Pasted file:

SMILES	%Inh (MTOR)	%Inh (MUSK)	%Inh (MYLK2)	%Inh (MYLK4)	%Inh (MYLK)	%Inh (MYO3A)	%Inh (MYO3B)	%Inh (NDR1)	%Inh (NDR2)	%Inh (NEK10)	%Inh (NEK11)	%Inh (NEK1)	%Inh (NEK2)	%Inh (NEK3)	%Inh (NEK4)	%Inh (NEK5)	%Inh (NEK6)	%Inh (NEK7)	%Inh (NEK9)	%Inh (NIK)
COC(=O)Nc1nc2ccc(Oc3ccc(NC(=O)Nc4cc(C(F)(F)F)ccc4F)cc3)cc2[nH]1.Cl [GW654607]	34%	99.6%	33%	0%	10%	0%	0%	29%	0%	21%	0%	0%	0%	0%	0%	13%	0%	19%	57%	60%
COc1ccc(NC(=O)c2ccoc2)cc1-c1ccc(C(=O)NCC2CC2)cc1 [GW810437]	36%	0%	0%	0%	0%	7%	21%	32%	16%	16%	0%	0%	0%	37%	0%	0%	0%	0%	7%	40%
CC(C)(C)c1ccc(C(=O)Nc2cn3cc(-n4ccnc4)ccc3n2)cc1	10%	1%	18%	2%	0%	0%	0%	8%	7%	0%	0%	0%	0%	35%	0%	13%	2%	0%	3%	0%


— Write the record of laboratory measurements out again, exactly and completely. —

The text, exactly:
SMILES	%Inh (MTOR)	%Inh (MUSK)	%Inh (MYLK2)	%Inh (MYLK4)	%Inh (MYLK)	%Inh (MYO3A)	%Inh (MYO3B)	%Inh (NDR1)	%Inh (NDR2)	%Inh (NEK10)	%Inh (NEK11)	%Inh (NEK1)	%Inh (NEK2)	%Inh (NEK3)	%Inh (NEK4)	%Inh (NEK5)	%Inh (NEK6)	%Inh (NEK7)	%Inh (NEK9)	%Inh (NIK)
COC(=O)Nc1nc2ccc(Oc3ccc(NC(=O)Nc4cc(C(F)(F)F)ccc4F)cc3)cc2[nH]1.Cl [GW654607]	34%	99.6%	33%	0%	10%	0%	0%	29%	0%	21%	0%	0%	0%	0%	0%	13%	0%	19%	57%	60%
COc1ccc(NC(=O)c2ccoc2)cc1-c1ccc(C(=O)NCC2CC2)cc1 [GW810437]	36%	0%	0%	0%	0%	7%	21%	32%	16%	16%	0%	0%	0%	37%	0%	0%	0%	0%	7%	40%
CC(C)(C)c1ccc(C(=O)Nc2cn3cc(-n4ccnc4)ccc3n2)cc1	10%	1%	18%	2%	0%	0%	0%	8%	7%	0%	0%	0%	0%	35%	0%	13%	2%	0%	3%	0%